Cheers, Rhys.
    Most waves are caused by wind. A wave can begin in a windy place and roll on to a tranquil shore.

    But tides cause waves too. The shifting tidal water must negotiate shorelines and varying depths. For example I live by the Straight of Georgia, a respectably sized pocket of the Pacific, open narrowly at either end. Now, for water to rise in this basin, it must rush through mazes of islands. Some narrows, we get white water rapids. Or eddies (whirlpools). Or surges, I guess you could call a "tidal wave". It's all clockwork and great fun to scoot a canoe in. Actually, smart canoers here don't paddle much because they know each tide will draw them into or out of the Straight, depending on whether tide is flooding or ebbing. I understand the tide can resonate around this basin and build some great waves, but I've never seen them and don't believe anybody predicts them. Where the Fraser river and a rising tide collide, they sometimes form a (little) standing wave, which does look funny - I'll bet many have tried to whack it down.
    Reply With Quote  
     

  13. #12  
    Forum Freshman
    Join Date
    May 2008
    Posts
    5
    Thank you on that opinion pong. I was thinking of going on a canoe trip these past few days, what i've read in here is certainly going to make me enjoy more.
    Reply With Quote  
     

  14. #13  
    Forum Freshman
    Join Date
    May 2008
    Posts
    12
    how the wave come from?
    Reply With Quote  
     

  15. #14  
    Forum Sophomore GrowlingDog's Avatar
    Join Date
    Feb 2008
    Location
    At the gates of Sto-vo-kor
    Posts
    181
    Quote Originally Posted by Selene
    Quote Originally Posted by SuperNatendo
    we have blown large megaton nuclear bombs on our planet, and yet we still haven't knocked it out of orbit. How could lightly excavating the moon do worse damage than that!?
    Err

    Our planet is slightly bigger?

    I don't think it's wise to mess about with any natural system no matter how lightly considering how everything seems to work in a natural harmony

    Except when stupid arrogant man comes along with his fat head and dumb brain
    Wow Selene, feeling a bit testy at the moment? hehehe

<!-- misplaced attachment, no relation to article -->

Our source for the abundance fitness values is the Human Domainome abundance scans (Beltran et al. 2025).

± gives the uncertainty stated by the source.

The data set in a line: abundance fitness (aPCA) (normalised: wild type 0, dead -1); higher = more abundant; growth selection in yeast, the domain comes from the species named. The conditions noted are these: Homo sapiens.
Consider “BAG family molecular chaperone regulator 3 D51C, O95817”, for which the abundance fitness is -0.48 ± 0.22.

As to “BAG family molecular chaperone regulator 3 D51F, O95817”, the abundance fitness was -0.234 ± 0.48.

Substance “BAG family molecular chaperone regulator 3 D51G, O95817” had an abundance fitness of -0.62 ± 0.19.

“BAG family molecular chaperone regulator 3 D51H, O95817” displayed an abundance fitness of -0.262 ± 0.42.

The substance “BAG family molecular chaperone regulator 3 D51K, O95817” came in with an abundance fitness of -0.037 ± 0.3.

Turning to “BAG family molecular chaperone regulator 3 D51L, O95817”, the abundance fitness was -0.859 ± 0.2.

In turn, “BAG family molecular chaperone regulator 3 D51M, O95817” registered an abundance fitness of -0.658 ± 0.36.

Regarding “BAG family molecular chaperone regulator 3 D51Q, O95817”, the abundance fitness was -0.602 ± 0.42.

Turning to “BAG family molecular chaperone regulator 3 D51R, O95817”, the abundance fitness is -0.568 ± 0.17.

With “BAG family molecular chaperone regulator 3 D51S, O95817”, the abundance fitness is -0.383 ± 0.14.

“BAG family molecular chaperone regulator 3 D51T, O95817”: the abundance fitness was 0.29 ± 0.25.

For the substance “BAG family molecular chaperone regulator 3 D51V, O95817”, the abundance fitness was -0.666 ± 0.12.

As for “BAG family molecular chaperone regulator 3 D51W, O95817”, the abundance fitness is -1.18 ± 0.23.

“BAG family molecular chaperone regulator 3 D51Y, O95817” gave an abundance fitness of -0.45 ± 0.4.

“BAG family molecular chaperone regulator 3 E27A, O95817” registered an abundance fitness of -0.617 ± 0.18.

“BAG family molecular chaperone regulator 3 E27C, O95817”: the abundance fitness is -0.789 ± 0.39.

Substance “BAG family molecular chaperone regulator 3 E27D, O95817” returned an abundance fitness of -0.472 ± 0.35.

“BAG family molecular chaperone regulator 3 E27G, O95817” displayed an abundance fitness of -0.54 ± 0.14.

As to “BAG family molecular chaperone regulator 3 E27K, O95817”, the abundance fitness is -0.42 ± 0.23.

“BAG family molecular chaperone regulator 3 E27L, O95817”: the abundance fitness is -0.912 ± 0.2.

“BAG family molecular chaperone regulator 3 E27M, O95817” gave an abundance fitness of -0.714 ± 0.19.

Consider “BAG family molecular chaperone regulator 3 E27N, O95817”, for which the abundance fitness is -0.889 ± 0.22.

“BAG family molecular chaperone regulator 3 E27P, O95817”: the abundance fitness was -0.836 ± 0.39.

Life is 10% what happens to you and 90% how you react to it.
    Reply With Quote  
     

  16. #15  
    Time Lord
    Join Date
    Apr 2008
    Posts
    5,328
    *Marks day of month*
    Reply With Quote  
     

  17. #16  
    Suspended
    Join Date
    Feb 2008
    Location
    I live in Bertrand Russells teapot!
    Posts
    902
    Quote Originally Posted by GrowlingDog
    Quote Originally Posted by Selene
    Quote Originally Posted by SuperNatendo
    we have blown large megaton nuclear bombs on our planet, and yet we still haven't knocked it out of orbit. How could lightly excavating the moon do worse damage than that!?
    Err

    Our planet is slightly bigger?

    I don't think it's wise to mess about with any natural system no matter how lightly considering how everything seems to work in a natural harmony

    Except when stupid arrogant man comes along with his fat head and dumb brain
    Wow Selene, feeling a bit testy at the moment? hehehe
    Yes

    It's hormonal
    Reply With Quote  
     

  18. #17  
    Suspended
    Join Date
    Jan 2008
    Posts
    439
    No more eclipse solar, lunar eclipses gosh it's making me so sad I cannot even format a coherent sentence..

    But wait! to balance it out, no more werewolfs (or should that be werewolves?)
    Reply With Quote  
     

  19. #18  
    Forum Freshman
    Join Date
    Jan 2008
    Posts
    90
    thanks i was always told that the moon caused the waves but hey i know now. but i suppose the moon has a part in the making of waves on the large scale.
    Reply With Quote  
     

  20. #19  
    Moderator Moderator Dishmaster's Avatar
    Join Date
    Apr 2008
    Location
    Heidelberg, Germany
    Posts
    1,624
    Are you referring to the tides? Actually they are pretty small. But the strong tides that appear at many coasts are often amplified by resonances. The tidal forces of the moon on earth can be explained in two different although equivalent ways.

    1. The moon pulls gravitationally at the earth. The force depends on the distance from the moon, i.e. it is slightly stronger on the side facing the moon. Since the water in the oceans is deformable, the rigid earth in contrast is much less so, the water is piled up in the direction to the moon. The earth itself is only displaced slightly by the gravitational force, offsetting it and thereby producing a second water accumulation on the opposite side. The earth is rotating underneath producing the changing tides which could be called waves.

    2. The moon rotates around the earth. But in fact, both revolve around their mutual barycentre with an orbital period of about 28 days. Gravitational and centrifugal forces only cancel out exactly at the earth's centre, i.e. gravity is slightly stronger on the side facing the moon, the centrifugal force dominates on the opposite side. This produces the tides on both sides of the earth. Additional to the one month's period, the earth rotates below again producing the changing tides.
    Reply With Quote  
     

Bookmarks
Bookmarks
Posting Permissions
  • You may not post new threads
  • You may not post replies
  • You may not post attachments
  • You may not edit your posts
  •